Prof. Allon E. Moses is the immediate past head of Hadassah's Department of Clinical Microbiology and Infectious Diseases. One of the foremost experts in his field, he also serves as the president of the Israel Society for Infectious Diseases. After graduating from Ben Gurion University of the Negev, Moses did his residency at Hadassah Hebrew University Medical School and was a clinical fellow at Harvard University. He's been a lecturer and professor at Hadassah for over 20 years.
Monkeypox cases around the world — time to push the panic button?
Just as it seemed that COVID-19 might be waning, the world was hit with the monkeypox virus, which now has been declared a public health emergency. Endemic to central and west Africa, cases were confirmed in Europe and America in early 2022 and to date, some 40,000 cases of the virus have been diagnosed in more than 90 countries, according to the World Health Organization.
In the season opener of "Hadassah on Call: New Frontiers in Medicine," we ask: Is it time to hit the panic button?
To help answer that question, we speak with Prof. Allon Moses, MD, an international infectious disease expert at Hadassah Medical Organization. He stresses that in comparison to COVID-19, with over 600 million cases, monkeypox is a relatively small disease, but that physicians and medical professionals are well attuned to its transmission, treatment and vaccines.
The virus is the latest example of zoonotic diseases [animal-to-human transmission], some of which mutate and result in human-to-human transmission. Monkeypox is transmitted mainly through close contact with an infected person with lesions or with material contaminated with the virus, such as bedlinen. It typically presents with rashes on or near the genital area, as well as the hands, feet, chest or face, and flu-like symptoms; individual with symptoms are advised to avoid close contact, wear a mask and contact a healthcare provider as soon as possible.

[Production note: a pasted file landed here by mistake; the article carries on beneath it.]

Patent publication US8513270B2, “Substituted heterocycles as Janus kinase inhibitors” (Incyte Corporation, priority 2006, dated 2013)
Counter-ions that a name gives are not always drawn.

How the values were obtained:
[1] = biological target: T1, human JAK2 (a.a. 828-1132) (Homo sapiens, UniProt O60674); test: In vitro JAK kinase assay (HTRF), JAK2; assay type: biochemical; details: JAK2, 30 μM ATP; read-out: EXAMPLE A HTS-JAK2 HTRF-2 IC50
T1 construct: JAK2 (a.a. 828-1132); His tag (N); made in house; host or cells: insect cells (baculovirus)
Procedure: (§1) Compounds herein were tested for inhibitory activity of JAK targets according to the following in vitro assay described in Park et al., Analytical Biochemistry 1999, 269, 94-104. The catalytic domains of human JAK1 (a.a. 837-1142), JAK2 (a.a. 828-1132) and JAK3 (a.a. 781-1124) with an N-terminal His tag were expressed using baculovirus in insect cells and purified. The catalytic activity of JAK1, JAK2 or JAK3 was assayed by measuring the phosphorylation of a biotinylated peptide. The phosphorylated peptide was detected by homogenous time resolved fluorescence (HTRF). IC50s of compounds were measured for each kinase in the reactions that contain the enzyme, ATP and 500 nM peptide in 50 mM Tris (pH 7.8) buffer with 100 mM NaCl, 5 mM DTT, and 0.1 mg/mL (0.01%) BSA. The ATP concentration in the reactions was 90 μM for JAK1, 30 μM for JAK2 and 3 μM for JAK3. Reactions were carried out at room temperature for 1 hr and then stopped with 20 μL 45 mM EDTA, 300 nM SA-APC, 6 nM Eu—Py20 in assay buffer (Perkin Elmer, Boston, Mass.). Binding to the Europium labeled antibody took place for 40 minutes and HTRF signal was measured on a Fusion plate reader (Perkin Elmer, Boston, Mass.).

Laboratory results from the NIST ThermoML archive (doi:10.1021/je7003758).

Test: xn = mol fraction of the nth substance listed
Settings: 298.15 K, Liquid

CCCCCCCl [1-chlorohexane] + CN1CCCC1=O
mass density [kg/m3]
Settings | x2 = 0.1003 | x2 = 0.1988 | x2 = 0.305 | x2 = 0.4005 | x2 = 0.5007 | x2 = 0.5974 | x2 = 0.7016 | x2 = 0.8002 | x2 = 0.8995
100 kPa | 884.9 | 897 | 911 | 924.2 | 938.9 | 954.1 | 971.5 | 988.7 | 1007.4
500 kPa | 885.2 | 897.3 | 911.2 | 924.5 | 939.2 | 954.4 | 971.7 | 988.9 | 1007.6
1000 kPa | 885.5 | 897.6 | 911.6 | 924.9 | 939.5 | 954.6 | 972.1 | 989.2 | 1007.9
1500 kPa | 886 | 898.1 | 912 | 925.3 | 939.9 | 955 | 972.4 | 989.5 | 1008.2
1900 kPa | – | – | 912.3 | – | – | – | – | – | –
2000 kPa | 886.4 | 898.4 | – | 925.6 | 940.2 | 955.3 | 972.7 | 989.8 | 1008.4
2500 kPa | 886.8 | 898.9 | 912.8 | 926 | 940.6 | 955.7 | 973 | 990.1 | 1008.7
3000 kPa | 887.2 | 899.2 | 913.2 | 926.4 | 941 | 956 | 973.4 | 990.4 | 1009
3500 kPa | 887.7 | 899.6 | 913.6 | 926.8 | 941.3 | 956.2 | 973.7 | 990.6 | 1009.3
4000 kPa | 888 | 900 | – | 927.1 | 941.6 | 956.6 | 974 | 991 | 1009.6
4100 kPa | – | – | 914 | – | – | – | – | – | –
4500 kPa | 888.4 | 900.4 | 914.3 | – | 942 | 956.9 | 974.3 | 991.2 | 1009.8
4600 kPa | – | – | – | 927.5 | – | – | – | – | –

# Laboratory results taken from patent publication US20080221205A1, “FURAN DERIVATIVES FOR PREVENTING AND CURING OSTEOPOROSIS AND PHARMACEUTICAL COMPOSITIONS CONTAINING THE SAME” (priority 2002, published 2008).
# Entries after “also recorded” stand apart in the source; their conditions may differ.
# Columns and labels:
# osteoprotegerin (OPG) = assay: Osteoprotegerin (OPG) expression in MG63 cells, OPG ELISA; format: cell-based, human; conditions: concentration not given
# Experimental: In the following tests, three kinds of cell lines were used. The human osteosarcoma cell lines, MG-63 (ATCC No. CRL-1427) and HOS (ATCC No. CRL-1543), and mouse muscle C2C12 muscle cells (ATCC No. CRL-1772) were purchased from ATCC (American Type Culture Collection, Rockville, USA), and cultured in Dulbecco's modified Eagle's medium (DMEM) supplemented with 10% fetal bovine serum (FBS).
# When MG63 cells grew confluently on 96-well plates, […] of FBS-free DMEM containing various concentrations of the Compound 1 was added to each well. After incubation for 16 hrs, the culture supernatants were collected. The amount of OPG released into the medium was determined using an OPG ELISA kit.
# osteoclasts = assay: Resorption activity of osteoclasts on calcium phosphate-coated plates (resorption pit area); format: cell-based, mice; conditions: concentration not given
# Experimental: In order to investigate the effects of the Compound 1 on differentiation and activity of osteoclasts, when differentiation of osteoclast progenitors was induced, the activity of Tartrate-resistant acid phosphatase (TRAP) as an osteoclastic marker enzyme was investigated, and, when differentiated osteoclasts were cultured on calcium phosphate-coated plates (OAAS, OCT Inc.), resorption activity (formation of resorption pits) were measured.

Prof. Moses is optimistic about containment, noting that individuals who received the smallpox vaccine as part of routine immunizations before 1980 — the year that smallpox was declared extinct by the WHO — already have at least 80 percent protection from monkeypox and the newer vaccines in production are expected to be equally effective. In addition, he explores and discusses:
- Why have there been so few cases in Israel?
- Are pregnant women at risk for severe disease?
- Is post-exposure vaccination effective?
- What is Hadassah doing to help protect the population?
"Hadassah On Call: New Frontiers in Medicine" is a production of Hadassah, The Women's Zionist Organization of America. Hadassah enhances the health of people around the world through medical education, care and research innovations at the Hadassah Medical Organization. For more information on the latest advances in medicine please head over to hadassah.org.
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The show is hosted by Maayan Hoffman and produced by the team at the Hadassah offices in both New York and Israel.
Read a transcript of this episode.